WhyDev supports and contributes to AidWorks, Australia’s only radio program devoted to discussing aid and development issues on 2SER 107.3FM. Hosted by Albion Harrison-Naish, AidWorks looks into the often confusing world of international aid & development. Aidworks looks beyond the usual mass media cycle of disaster and conflict in the developing world to report on the challenges, the triumphs, the inspiring people and the conversations taking place all over the world about how to make our planet a more equitable and just place.
You can listen to exclusive episodes of Aidworks via WhyDev. These podcasts can be found here.
You can also tune into the program every Wednesday night from 7:00pm AEDT, or stream the show at www.2ser.com.
If you would like to be involved, ask a question or share an idea, please contact program director and host, Albion Harrison-Naish, at firstname.lastname@example.org.
Shana Montesol Johnson is a certified career/executive coach based in Manila, Philippines, who generously donated her time to help us with our peer coaching initiative. Shana has coached clients working for such organizations as the World Bank, the Asian Development Bank, the World Health Organization, the US Agency for International Development, Peace Corps, the Millennium Challenge Corporation, AECOM International Development, and others.
In addition to being a coach, Shana is also a freelance consultant, building on six years at consultancies such as PricewaterhouseCoopers and IBM Business Consulting Services. You can read more about Shana and find resources for your career in international development on her excellent blog, www.developmentcrossroads.com.
AidSource is an independent network for those in, associated with, or just curious about global humanitarian community. AidSource brings together aid workers, NGO staff, expats, locals, academics, journalists, donors. AidSource is the perfect mix of online resources related to international relief and development, vibrant discussion on topics that really matter, and just plain fun. You can sign up here, and even join WhyDev’s own public AidSource group.
AidSource is owned and administered by “J.” (formerly blogged at Tales From the Hood, co-owner of Stuff Expat Aid Workers Like), Alanna Shaikh (writes Blood and Milk, The International Development Careers List), “Shotgun Shack” (Shotgun Shack, co-owner of Stuff Expat Aid Workers Like).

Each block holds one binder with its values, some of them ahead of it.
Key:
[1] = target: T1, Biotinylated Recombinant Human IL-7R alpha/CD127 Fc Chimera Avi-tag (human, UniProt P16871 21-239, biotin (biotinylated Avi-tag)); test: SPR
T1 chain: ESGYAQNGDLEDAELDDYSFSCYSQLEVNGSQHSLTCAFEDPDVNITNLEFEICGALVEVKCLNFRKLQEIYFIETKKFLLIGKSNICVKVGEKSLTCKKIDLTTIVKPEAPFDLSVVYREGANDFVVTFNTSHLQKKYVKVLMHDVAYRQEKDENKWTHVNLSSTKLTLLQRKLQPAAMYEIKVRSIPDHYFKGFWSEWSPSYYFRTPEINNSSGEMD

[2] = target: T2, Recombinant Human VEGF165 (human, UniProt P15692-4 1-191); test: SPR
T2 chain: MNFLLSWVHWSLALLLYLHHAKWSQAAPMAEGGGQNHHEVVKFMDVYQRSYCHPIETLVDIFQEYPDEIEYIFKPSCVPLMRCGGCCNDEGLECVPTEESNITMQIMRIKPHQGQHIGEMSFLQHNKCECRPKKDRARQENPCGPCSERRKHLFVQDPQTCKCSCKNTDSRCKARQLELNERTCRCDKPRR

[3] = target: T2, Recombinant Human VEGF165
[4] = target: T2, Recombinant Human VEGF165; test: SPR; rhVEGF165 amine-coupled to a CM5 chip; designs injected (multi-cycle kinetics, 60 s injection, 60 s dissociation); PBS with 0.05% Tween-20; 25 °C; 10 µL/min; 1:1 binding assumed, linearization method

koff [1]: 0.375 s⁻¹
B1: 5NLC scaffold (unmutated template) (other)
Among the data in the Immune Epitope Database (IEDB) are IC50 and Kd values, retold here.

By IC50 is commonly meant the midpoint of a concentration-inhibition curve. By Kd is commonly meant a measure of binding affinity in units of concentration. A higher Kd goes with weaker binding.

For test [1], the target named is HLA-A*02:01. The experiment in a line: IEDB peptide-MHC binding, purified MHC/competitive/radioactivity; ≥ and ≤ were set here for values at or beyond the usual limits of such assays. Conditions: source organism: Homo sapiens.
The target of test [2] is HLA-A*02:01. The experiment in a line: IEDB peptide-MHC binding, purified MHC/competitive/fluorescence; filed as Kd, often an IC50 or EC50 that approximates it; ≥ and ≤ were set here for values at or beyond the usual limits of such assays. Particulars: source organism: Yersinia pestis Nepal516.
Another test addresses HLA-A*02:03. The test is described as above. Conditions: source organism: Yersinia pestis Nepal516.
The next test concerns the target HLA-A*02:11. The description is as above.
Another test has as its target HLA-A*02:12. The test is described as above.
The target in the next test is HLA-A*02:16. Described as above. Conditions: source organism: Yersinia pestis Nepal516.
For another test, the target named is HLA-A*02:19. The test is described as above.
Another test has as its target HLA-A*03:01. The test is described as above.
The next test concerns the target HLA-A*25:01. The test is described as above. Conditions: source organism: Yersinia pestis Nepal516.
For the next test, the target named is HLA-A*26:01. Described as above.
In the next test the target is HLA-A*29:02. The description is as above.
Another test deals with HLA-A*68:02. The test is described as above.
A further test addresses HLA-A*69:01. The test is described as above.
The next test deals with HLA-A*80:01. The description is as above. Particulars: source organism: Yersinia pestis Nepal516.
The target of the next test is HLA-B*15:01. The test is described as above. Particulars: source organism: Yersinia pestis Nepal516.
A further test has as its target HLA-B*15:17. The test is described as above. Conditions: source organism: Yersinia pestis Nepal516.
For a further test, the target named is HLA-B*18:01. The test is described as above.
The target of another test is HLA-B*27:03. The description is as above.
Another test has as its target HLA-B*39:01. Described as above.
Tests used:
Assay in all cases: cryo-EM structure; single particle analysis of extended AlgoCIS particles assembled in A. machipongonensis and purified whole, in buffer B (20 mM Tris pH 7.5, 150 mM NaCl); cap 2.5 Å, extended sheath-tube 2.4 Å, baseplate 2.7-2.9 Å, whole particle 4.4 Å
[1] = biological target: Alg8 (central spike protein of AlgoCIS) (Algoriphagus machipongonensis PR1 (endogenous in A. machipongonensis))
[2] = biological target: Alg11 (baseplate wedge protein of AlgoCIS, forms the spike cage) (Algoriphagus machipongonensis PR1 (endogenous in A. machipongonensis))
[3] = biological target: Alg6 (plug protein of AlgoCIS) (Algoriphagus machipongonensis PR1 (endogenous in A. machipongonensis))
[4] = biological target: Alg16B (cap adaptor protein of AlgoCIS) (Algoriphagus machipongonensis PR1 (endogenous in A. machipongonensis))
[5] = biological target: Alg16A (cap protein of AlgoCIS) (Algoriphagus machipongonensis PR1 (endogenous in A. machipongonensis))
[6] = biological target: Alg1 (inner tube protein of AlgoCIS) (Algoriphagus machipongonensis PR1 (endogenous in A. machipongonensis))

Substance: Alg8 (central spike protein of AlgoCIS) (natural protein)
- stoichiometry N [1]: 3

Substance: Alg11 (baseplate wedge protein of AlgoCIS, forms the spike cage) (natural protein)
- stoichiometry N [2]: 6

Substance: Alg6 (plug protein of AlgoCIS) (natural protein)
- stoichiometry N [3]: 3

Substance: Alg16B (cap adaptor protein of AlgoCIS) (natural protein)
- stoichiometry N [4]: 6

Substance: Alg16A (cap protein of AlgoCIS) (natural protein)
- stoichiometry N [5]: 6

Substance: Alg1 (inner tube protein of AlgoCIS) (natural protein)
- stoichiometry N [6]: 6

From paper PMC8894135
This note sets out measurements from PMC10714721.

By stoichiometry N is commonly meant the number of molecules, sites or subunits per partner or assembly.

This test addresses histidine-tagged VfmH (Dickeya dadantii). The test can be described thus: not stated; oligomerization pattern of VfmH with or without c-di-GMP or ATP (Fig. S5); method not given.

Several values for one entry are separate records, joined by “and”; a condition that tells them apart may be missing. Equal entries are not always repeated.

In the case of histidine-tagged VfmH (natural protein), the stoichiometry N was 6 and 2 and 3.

AidSource is an independent humanitarian aid & development social network. AidSource is not affiliated with or in any way controlled or administered by any NGO, INGO, UN agency, or aid donor.
AidGrade provides potential donors with the most accurate, accessible and up-to-date information about the effectiveness of aid programs and organisations. They support NGOs, social enterprises and other partners in producing and disseminating cost-effective and transparent impact evaluations, and help researchers maximise their own development impact. How? Through meta-analyses of impact evaluations.
Randomised controlled trials and other rigorous methods of impact evaluation can give us an estimate of how effective a program may be. (What is an impact evaluation?) The results from impact evaluations can then be combined into meta-analyses that help us see how consistent the trends are and how they vary across different contexts. (Why do a meta-analysis?). Build your own meta-analysis here.
Practical Initiatives Network (PIN) is a free, public, worldwide network providing a platform for development organisations to share ideas and learn from each other’s successful (and less successful) initiatives. The website originated from a recognition that development organisations around the world are working on similar initiatives and could benefit from the knowledge, expertise and lessons learned by others. Development organisations are invited to upload their initiatives regardless of their size, reach or background to share their ideas and experience.
Their aim is for PIN to act as a database of initiatives, lessons learned and advice to help development organisations work together to better achieve their goals. PIN intends to evolve with the needs of its users and we invite suggestions for improvements and ways to build the network. Please visit them at: www.practicalinitiatives.org. You can also keep up to date by liking them on Facebook or following on Twitter @PIN_Network.
tools4dev provides reviews, how-to guides and templates for international development professionals and aid workers. Many people working or volunteering in international development don’t have specialist qualifications in the area. Even those with qualifications can be overwhelmed by complicated buzzwords, academic frameworks, and a fear that “everyone else knows exactly what to do” (even though many others are thinking the same thing).
The aim of tools4dev is to help people find the many useful tools that are already available and explain how to use them in easy-to-understand language. The website also includes regular blog articles that provide advice and tips on common tasks.